Toward Optimizing Electrospun Nanofiber Fuel Cell Catalyst Layers: Polymer-Particle Interactions and Spinnability

Michael Ulsh, Sunilkumar Khandavalli, Nisha Sharma-Nene, Sadia Kabir, Samrat Sur, Jonathan Rothstein, Kenneth Neyerlin, Scott Mauger

Research output: Contribution to journalArticlepeer-review

14 Scopus Citations

Abstract

We investigate the effect of the poly(acrylic acid) (PAA) carrier polymer concentration on the microstructure and rheological properties of catalyst inks for electrospun polymer-electrolyte membrane fuel-cell catalyst layers. Characterization of an ink microstructure using oscillatory shear rheology showed that the catalyst particles (platinum on carbon) are significantly agglomerated in the absence of PAA or an ionomer. Both the ionomer and PAA promoted the stability of the particles against agglomeration via electrosteric stabilization by adsorbing onto the particle surface. Increasing the PAA concentration increased the stability of the particles (or reduced the agglomerated structure) due to increasing PAA coverage onto the free surface area of the particles. However, beyond a certain increase in concentration, PAA was found to predominantly remain as an excess free polymer in the ink due to an insufficient free/available surface area on the particles for further PAA coverage. Extensional rheology measurements demonstrated that PAA enhances the extensional viscosities of the inks. Consequently, increasing the PAA concentration in the ink promoted the evolution of uniform nanofibers. However, beyond a certain concentration, a significant increase in the shear viscosities of the inks led to defective fiber morphologies because of the onset of flow instabilities. Electrochemical performance comparisons between catalyst layers with different PAA concentrations showed maximum performance at the PAA concentration that led to the least agglomerated structure of the catalyst, most uniform fiber morphologies, and low concentrations of free (non-adsorbing) PAA in the electrode. These results provide a rationale for optimization of electrospun catalyst nanofibers for both spinnability and electrochemical performance.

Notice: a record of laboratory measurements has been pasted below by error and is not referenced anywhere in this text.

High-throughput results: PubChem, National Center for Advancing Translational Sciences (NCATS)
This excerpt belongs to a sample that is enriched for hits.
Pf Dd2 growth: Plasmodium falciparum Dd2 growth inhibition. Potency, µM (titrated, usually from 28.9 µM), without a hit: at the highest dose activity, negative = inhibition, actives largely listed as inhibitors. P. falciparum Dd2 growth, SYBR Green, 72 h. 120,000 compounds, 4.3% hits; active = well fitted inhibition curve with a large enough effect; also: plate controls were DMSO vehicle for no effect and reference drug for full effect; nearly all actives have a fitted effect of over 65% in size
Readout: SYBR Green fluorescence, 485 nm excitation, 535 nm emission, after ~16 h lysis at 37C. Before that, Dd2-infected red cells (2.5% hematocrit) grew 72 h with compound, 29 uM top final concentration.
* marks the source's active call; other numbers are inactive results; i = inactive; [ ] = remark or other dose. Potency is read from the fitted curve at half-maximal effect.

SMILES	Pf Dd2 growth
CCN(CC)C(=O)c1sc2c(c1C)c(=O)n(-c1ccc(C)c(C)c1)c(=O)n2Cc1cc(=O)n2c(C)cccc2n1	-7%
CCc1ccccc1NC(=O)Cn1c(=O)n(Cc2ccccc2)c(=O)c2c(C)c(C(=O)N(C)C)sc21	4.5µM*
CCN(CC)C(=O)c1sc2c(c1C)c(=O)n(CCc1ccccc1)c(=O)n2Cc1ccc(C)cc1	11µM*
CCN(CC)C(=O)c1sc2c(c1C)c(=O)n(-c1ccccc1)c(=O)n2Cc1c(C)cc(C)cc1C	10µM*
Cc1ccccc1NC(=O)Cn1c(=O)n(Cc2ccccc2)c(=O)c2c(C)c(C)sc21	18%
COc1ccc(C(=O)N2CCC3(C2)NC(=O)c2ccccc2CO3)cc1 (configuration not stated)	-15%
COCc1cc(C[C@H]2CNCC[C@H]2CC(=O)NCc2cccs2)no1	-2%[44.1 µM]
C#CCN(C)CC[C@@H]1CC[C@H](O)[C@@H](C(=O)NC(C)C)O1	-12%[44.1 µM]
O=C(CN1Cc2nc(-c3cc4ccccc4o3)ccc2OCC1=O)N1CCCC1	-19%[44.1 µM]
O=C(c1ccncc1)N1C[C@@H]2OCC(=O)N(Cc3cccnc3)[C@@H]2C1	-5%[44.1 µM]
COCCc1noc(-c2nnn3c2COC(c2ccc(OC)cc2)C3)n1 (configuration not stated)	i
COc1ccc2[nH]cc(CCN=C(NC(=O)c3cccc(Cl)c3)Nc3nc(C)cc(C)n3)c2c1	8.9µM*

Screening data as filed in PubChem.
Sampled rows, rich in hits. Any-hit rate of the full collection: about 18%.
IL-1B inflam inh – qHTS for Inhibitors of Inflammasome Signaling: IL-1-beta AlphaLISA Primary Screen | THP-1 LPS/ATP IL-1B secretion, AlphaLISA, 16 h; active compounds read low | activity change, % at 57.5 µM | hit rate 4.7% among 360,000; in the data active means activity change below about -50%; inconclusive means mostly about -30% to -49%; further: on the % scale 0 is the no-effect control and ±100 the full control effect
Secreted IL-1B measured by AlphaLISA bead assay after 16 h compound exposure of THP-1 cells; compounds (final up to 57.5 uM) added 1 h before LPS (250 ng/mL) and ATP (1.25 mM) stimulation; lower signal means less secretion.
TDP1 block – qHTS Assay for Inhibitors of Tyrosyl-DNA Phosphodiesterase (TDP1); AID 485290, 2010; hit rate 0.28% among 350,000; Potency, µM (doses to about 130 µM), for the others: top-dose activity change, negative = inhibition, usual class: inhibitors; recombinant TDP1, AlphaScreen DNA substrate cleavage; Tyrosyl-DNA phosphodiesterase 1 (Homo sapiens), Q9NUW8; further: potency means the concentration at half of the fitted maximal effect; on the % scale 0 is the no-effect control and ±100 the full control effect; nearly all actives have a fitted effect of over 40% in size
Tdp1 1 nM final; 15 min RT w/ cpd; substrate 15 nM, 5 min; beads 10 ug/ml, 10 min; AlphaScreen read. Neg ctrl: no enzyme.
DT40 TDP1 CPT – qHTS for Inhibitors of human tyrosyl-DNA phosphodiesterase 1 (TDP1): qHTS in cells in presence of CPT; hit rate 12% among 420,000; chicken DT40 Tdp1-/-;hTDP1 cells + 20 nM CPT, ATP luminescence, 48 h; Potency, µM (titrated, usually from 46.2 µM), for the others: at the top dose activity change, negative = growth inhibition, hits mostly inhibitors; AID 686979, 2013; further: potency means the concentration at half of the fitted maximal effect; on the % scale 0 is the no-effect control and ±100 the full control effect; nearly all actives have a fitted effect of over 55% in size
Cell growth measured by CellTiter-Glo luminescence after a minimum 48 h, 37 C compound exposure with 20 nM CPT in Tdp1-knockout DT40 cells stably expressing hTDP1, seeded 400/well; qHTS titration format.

Original languageAmerican English
Pages (from-to)2374-2384
Number of pages11
JournalACS Applied Polymer Materials
Volume3
Issue number5
DOIs
StatePublished - 14 May 2021

Bibliographical note

Publisher Copyright:
© 2021 American Chemical Society.

NREL Publication Number

  • NREL/JA-5900-79228

Keywords

  • catalyst inks
  • electrospinning
  • extensional rheology
  • fuel cells
  • nanofibers
  • poly(acrylic acid)

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